The maneuver is the same as in 1978 with the monarchical Constitution: to make believe that through democratic reform all classes will be able to coexist peacefully and that therefore there should not be struggle between the proletariat and the bourgeoisie, but a democratic conciliation (monarchical yesterday, Republican today). This is what the Spanish bourgeoisie seeks by the abdication of Juan Carlos. The perfect equivalence between the republic and the monarchy is clearly demonstrated by their respective supporters who use and re-use the same arguments and have the same goals. The republican parties which have proposed a hypothetical Third Republic did so in total respect to the monarchical 1978 Constitution, the supreme law by which the bourgeoisie sanctioned its domination over the proletariat: convening of a referendum, democratic modification of the state, central role of parliamentary assemblies in this whole process... They want the state to reform itself, to change its attire to better fulfill its class role. In fact it would be a new edition of the famous hara-kiri committed by the Francoist parliamentary assemblies to give way to a constitutional monarchy. In both cases, it is basically to defend the bourgeois State, whatever its form.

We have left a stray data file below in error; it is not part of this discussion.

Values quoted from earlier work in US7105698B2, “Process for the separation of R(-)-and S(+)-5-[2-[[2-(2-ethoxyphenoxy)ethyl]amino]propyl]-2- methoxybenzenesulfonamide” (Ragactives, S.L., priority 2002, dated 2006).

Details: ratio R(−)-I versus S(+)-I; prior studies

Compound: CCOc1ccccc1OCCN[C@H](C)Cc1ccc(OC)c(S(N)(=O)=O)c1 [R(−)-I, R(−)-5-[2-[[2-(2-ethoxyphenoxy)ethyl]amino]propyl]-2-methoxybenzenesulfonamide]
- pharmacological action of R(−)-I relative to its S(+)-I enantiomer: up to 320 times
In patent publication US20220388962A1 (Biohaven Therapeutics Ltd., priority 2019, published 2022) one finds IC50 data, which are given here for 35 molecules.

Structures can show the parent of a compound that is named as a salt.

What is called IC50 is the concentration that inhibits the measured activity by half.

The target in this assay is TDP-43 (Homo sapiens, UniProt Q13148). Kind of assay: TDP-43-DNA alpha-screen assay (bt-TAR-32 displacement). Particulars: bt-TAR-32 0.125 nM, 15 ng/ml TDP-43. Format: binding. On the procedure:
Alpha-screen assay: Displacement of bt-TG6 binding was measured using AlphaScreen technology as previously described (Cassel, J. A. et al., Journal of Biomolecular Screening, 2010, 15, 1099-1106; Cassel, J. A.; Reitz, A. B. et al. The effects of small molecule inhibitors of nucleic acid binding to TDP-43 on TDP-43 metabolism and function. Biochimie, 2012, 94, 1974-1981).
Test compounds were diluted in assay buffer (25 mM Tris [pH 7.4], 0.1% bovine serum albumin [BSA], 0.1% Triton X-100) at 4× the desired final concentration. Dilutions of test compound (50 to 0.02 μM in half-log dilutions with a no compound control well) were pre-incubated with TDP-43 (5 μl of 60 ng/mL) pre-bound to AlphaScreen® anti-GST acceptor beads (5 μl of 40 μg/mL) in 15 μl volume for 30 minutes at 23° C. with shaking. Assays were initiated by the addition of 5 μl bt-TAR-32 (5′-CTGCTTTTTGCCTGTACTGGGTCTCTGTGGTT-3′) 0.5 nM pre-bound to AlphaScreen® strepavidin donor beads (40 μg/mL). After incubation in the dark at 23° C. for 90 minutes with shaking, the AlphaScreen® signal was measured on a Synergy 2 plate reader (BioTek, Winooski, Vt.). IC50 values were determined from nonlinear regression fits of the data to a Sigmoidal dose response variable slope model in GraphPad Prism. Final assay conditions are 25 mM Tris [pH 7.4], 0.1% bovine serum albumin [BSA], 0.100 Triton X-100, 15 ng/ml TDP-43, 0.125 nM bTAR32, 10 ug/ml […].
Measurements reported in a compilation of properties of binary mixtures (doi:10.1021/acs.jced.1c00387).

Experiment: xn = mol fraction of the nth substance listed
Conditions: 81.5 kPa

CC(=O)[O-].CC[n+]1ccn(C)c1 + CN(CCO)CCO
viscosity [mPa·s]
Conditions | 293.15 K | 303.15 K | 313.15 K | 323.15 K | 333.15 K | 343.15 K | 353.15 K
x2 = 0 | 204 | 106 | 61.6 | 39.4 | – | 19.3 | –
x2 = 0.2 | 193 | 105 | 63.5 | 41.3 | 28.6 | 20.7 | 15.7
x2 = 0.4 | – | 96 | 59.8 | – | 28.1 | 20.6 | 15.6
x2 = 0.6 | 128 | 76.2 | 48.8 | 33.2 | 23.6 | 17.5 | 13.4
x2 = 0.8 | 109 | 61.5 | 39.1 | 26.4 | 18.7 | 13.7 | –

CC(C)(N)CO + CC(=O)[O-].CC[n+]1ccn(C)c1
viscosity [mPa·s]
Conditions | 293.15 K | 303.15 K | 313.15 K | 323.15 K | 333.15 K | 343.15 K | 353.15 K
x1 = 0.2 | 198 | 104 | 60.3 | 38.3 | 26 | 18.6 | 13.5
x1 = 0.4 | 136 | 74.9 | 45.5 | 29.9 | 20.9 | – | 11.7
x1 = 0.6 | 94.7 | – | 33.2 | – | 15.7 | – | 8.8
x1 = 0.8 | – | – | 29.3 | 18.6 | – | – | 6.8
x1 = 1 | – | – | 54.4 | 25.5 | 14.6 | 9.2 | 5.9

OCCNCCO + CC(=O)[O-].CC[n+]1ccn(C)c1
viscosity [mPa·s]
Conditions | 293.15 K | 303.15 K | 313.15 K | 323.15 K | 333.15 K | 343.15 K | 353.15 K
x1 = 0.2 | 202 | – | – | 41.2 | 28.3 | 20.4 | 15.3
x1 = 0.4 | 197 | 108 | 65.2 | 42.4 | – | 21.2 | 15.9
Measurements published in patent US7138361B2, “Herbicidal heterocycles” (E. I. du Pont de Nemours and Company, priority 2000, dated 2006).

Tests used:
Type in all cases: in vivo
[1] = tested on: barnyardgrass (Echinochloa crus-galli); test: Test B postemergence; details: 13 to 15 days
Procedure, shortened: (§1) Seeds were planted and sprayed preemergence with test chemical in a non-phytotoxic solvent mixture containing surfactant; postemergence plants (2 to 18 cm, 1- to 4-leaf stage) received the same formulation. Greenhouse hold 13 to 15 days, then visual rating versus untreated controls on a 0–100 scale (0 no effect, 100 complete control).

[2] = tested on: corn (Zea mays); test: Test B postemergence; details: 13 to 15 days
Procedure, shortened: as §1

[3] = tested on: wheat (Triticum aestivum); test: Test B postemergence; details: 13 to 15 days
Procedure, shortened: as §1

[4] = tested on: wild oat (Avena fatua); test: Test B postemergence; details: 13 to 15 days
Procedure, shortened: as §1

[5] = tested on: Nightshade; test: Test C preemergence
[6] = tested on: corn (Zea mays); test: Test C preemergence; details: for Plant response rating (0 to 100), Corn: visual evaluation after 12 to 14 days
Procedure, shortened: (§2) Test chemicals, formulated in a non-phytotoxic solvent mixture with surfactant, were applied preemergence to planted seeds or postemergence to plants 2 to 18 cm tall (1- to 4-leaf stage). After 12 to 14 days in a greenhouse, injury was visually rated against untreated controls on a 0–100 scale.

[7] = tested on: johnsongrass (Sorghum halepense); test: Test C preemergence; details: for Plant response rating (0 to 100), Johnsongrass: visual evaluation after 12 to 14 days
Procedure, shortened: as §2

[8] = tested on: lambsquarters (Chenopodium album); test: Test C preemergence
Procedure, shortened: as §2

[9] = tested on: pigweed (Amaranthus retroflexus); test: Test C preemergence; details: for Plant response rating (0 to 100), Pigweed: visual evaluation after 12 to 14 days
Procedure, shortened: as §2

The interests of the proletarian class cannot be met under the monarchy of Felipe or under the Third Republic. For The proletariat what is important is not the form adopted by the bourgeois State, but the very existence of that State which imposes and promotes the interests of national capitalism, both in terms of the internal situation and internationally in its dealings with foreign imperialisms.
This does not mean that the proletariat is indifferent to the form of the State, which depends on material forces including the confrontation between classes which plays a central role. We cannot exclude the possibility that tomorrow, as a result of a worsening of the proletarian struggle, the bourgeoisie under the pressure of this struggle, gives the state a republican form. It would then be a way to temporarily lower the social tension and bring the proletariat onto the path of submission to the political power of the bourgeoisie.